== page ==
The Pink Panther 2

The Pink Panther 2

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A work of slapsticky, accent-y gar-bage, The Pink Panther 2 is so brainlessly uninventive that it actually seems determined to sully the legacy of Blake Edwards and Peter Sellers’s original series. Directed by Harald Zwart, he of One Night at McCool’s and Agent Cody Banks fame (not to mention the upcoming Karate Kid remake!), this needless sequel to 2006’s unnecessary remake once again revolves around the antics of Steve Martin’s Inspector Clouseau, who unlike his bumbling-but-droll, clueless-but-humane Sellers incarnation, is just a fool with exaggerated pronunciations and the pratfalls to match. Martin can be a gifted physical comedian but you wouldn’t know it from the gags given to him by Zwart, whose every set piece is monotonous and one-dimensional, exhibiting none of the light touch that characterized Edwards’s films, in which trips, spills, and crashes were delicately strung together to create a mounting level of clownish humor. In this latest misadventure, Clouseau is recruited to lead an international sleuthing “dream team”—featuring investigators from Japan (Yuki Matsuzaki), Italy (Andy Garcia), and England (Alfred Molina)—that’s been assembled to thwart a thief known as the Tornado who’s stolen priceless artifacts from each country (including, naturally, France’s Pink Panther diamond). Given that they only require the cast to speak in stereotypical national accents and do an occasional graceless belly flop, Zwart’s humorless set pieces manage to definitively waste this bevy of talent, which also consists of Jean Reno as Clouseau’s partner, Emily Mortimer as his love interest, John Cleese as his exasperated Chief Inspector Dreyfus (sans any attempt to sound French), Lilly Tomlin as a colleague who attempts to right his politically incorrect behavior, and Jeremy Irons—in what may be a career low point—as a throwaway red herring. It’s Martin’s unwillingness to trade in subtlety, however, that’s the chief culprit behind this sequel’s terribleness, the star so broadly, childishly mugging (for an apparent target audience of 10-year-olds) that he makes Clouseau not a charming buffoon but merely an excruciating sub-cartoon character who wouldn’t be allowed on the premises of the Loony Tunes lot.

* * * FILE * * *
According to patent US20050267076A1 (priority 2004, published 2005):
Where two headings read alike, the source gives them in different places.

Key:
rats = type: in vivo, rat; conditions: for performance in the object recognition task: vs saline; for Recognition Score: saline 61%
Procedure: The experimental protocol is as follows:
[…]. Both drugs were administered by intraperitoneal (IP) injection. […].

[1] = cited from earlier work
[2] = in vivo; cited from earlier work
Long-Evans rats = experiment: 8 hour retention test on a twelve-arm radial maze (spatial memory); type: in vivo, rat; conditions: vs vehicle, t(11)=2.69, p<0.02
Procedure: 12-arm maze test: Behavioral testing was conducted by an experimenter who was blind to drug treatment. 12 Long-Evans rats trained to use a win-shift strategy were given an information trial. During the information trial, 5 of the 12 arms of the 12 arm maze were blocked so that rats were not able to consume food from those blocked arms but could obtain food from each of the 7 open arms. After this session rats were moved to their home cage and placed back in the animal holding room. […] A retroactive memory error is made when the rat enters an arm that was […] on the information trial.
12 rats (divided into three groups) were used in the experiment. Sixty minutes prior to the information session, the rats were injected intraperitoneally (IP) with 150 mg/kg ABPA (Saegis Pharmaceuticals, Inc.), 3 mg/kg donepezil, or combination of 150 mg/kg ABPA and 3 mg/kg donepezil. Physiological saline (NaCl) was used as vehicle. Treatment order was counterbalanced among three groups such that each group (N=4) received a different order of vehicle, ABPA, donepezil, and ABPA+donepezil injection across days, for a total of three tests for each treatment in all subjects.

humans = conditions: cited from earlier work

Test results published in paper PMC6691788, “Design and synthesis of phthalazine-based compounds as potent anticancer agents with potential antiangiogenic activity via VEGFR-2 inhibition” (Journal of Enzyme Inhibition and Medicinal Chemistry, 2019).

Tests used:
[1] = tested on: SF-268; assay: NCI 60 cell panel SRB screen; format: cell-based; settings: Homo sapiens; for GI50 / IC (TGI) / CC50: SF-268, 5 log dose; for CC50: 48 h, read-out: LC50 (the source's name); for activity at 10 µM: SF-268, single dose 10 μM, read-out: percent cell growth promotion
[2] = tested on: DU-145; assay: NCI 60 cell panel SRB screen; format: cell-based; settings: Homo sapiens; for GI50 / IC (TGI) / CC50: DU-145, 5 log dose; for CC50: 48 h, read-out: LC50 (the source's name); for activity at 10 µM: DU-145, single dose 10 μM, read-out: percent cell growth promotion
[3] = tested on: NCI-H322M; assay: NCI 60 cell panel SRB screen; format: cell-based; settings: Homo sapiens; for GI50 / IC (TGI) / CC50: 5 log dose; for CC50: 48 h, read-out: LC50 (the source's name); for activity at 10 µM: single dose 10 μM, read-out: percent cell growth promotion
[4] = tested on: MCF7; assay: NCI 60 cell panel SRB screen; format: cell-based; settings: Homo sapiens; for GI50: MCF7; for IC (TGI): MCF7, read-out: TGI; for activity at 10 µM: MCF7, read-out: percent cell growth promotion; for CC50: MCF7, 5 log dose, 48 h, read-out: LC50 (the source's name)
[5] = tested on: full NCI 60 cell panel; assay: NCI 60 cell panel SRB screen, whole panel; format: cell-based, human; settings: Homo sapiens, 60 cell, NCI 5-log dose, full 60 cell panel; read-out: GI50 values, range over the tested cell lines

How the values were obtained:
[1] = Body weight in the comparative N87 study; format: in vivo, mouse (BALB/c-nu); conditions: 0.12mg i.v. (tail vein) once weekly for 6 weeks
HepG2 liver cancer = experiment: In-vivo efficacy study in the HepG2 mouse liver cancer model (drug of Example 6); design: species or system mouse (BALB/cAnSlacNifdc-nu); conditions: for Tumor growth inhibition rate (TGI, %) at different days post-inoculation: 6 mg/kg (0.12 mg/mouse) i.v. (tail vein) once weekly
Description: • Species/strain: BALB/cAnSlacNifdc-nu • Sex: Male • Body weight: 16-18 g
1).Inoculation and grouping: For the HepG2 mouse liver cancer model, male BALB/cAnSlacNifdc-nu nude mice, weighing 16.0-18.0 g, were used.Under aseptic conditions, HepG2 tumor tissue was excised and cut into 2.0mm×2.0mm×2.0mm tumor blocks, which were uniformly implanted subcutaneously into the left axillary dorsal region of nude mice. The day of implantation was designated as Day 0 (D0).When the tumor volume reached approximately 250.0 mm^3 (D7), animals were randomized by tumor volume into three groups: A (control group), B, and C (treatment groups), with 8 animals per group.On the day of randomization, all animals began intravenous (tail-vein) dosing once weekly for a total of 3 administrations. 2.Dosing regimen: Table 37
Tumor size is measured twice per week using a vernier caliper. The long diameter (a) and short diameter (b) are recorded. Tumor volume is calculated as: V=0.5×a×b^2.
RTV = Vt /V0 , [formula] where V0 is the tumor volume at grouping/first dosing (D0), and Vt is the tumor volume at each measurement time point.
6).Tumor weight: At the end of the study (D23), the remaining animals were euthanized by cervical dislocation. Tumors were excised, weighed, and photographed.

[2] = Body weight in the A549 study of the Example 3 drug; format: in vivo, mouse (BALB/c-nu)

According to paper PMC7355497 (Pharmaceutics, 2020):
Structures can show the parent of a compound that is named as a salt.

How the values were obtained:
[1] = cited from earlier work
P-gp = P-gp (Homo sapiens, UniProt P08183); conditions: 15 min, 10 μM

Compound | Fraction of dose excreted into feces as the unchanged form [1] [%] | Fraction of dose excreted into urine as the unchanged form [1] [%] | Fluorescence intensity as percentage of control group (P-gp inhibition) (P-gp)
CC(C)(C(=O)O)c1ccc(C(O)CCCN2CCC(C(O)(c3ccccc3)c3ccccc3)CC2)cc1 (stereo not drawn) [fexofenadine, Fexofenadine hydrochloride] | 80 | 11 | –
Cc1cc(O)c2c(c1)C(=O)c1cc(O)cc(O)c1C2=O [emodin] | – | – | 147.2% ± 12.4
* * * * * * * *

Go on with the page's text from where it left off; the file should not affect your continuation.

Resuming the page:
Buy
DVD
Distributor
Columbia Pictures
Runtime
92 min
Rating
PG
Year
2009
Director
Harald Zwart
Screenwriter
Scott Neustadter, Michael H. Weber, Steve Martin
Cast
Steve Martin, Jean Reno, Emily Mortimer, Andy Garcia, Alfred Molina, Yuki Matsuzaki, Aishwarya Rai Bachchan, John Cleese, Lily Tomlin, Jeremy Irons